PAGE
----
Only Connect by Christina Briggs (Rutherford 1966)

I set foot in Rutherford College in 1966, at the age of 17, the first person
in my Irish immigrant family to have been to grammar school and then
to university. I had actually wanted to go to art school, but students got a
bad press in those days, and art students were the bottom of the heap. So
no point in insisting. As it turned out, my parents were too sceptical of
the whole idea of higher education to make up the shortfall in my grant.
This created financial problems, even though -remember full
employment?- I did paid work every vacation. But my feelings were
wholly joyous, delighting in the new freedom of being independent, and
the groundbreaking new course ‘ Britain in the Contemporary World’
opened a door onto an extraordinary joined up world of learning.
‘ Only connect’, Professor Ian Gregor’s mantra (from EM Forster) was a
lesson I learnt by heart. It took me into several European languages,
contemporary philosophy, politics, history, literature – and linked back
to the visual art which fascinated me.
Life on campus was dominated by my mundane drive to get one
(prepaid) square meal a day. Sitting with the public school boys at dinner
in hall was a big mistake as, well practised, they could wolf the entire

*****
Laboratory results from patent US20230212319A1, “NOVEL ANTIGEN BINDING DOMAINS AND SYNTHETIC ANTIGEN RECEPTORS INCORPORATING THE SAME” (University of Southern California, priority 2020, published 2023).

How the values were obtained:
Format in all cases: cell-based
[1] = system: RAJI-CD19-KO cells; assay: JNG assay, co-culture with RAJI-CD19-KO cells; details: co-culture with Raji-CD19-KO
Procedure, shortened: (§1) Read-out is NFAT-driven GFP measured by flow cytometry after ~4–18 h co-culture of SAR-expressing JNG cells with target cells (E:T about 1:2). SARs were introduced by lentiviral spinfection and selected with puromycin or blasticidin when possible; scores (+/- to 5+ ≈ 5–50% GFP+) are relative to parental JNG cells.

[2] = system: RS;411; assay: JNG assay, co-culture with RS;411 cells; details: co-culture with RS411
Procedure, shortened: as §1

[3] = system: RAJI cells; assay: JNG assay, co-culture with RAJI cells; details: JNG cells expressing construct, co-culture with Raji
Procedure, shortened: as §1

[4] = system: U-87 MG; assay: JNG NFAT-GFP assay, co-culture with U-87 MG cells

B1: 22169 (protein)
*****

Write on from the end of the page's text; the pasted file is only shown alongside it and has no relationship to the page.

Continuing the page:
meal on the table in a second after grace was said. Buying books wasn’t
an option, but the library was heaven – over heated and never over
crowded. Subs to societies or sports facilities weren’t feasible either, but
the walk down to Canterbury town through orchards was sublime. My
boyfriend, a London architecture student, got vetted by the ex-
Nyasaland policemen on the gate, who kindly turned his blind eye to our
ongoing love affair – fifty years later, I’m still grateful. Occasionally the
‘guards’ would stage early hours fire drills – assembled shivering on the
bridge, we all tried to pretend the suspiciously large number of students
present was entirely correct.
And, fifty years later, I’m showing my paintings in Kent.
It was a circuitous route, taking in 27 years teaching in state schools, but
the opportunity that was given to me, against the odds, to learn how to
learn in a way that got beyond face value, dealt with the difficult
questions in life, is one that I will always treasure. I had the luck to be
part of British life – suddenly opening up and becoming more inclusive –
in the sixties. An expatriate for almost two decades now, my children and
grandchildren all Europeans, I just hope British society has not changed
so much since June 23rd 2016 that a trajectory like mine – no great fame
or acclaim but a solid entry into a professional job and regular,
continued links with Europe – has become impossible.
OneOneSix Gallery Tenterden Kent – New Paintings Christina Briggs
7 March-16 April 2017.